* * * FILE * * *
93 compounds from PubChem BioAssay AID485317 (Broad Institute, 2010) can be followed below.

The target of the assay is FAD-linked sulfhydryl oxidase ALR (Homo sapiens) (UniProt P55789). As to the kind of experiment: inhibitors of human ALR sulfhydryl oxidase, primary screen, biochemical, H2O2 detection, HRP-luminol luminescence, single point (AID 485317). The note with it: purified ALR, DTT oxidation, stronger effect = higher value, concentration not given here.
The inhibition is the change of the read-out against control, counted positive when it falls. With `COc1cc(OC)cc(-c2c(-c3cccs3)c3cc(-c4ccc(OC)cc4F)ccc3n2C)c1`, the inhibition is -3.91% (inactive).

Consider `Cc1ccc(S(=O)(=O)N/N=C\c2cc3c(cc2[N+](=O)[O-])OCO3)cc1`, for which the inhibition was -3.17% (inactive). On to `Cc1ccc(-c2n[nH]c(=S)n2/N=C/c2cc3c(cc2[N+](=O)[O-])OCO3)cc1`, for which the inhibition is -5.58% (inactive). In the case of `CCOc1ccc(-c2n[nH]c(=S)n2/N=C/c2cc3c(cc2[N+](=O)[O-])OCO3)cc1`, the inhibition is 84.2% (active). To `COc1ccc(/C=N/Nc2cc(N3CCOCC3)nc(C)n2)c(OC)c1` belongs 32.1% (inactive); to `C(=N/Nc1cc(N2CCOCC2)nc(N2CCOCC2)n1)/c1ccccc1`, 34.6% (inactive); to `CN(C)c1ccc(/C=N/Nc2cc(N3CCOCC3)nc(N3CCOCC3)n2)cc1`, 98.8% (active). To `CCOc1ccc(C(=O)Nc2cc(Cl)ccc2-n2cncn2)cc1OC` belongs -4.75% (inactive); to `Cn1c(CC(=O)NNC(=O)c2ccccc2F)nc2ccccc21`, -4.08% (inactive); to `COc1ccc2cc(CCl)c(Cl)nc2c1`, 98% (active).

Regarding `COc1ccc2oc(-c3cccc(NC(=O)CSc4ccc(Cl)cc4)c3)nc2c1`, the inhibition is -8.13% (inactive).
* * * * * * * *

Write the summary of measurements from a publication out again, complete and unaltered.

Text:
93 compounds from PubChem BioAssay AID485317 (Broad Institute, 2010) can be followed below.

The target of the assay is FAD-linked sulfhydryl oxidase ALR (Homo sapiens) (UniProt P55789). As to the kind of experiment: inhibitors of human ALR sulfhydryl oxidase, primary screen, biochemical, H2O2 detection, HRP-luminol luminescence, single point (AID 485317). The note with it: purified ALR, DTT oxidation, stronger effect = higher value, concentration not given here.
The inhibition is the change of the read-out against control, counted positive when it falls. With `COc1cc(OC)cc(-c2c(-c3cccs3)c3cc(-c4ccc(OC)cc4F)ccc3n2C)c1`, the inhibition is -3.91% (inactive).

Consider `Cc1ccc(S(=O)(=O)N/N=C\c2cc3c(cc2[N+](=O)[O-])OCO3)cc1`, for which the inhibition was -3.17% (inactive). On to `Cc1ccc(-c2n[nH]c(=S)n2/N=C/c2cc3c(cc2[N+](=O)[O-])OCO3)cc1`, for which the inhibition is -5.58% (inactive). In the case of `CCOc1ccc(-c2n[nH]c(=S)n2/N=C/c2cc3c(cc2[N+](=O)[O-])OCO3)cc1`, the inhibition is 84.2% (active). To `COc1ccc(/C=N/Nc2cc(N3CCOCC3)nc(C)n2)c(OC)c1` belongs 32.1% (inactive); to `C(=N/Nc1cc(N2CCOCC2)nc(N2CCOCC2)n1)/c1ccccc1`, 34.6% (inactive); to `CN(C)c1ccc(/C=N/Nc2cc(N3CCOCC3)nc(N3CCOCC3)n2)cc1`, 98.8% (active). To `CCOc1ccc(C(=O)Nc2cc(Cl)ccc2-n2cncn2)cc1OC` belongs -4.75% (inactive); to `Cn1c(CC(=O)NNC(=O)c2ccccc2F)nc2ccccc21`, -4.08% (inactive); to `COc1ccc2cc(CCl)c(Cl)nc2c1`, 98% (active).

Regarding `COc1ccc2oc(-c3cccc(NC(=O)CSc4ccc(Cl)cc4)c3)nc2c1`, the inhibition is -8.13% (inactive).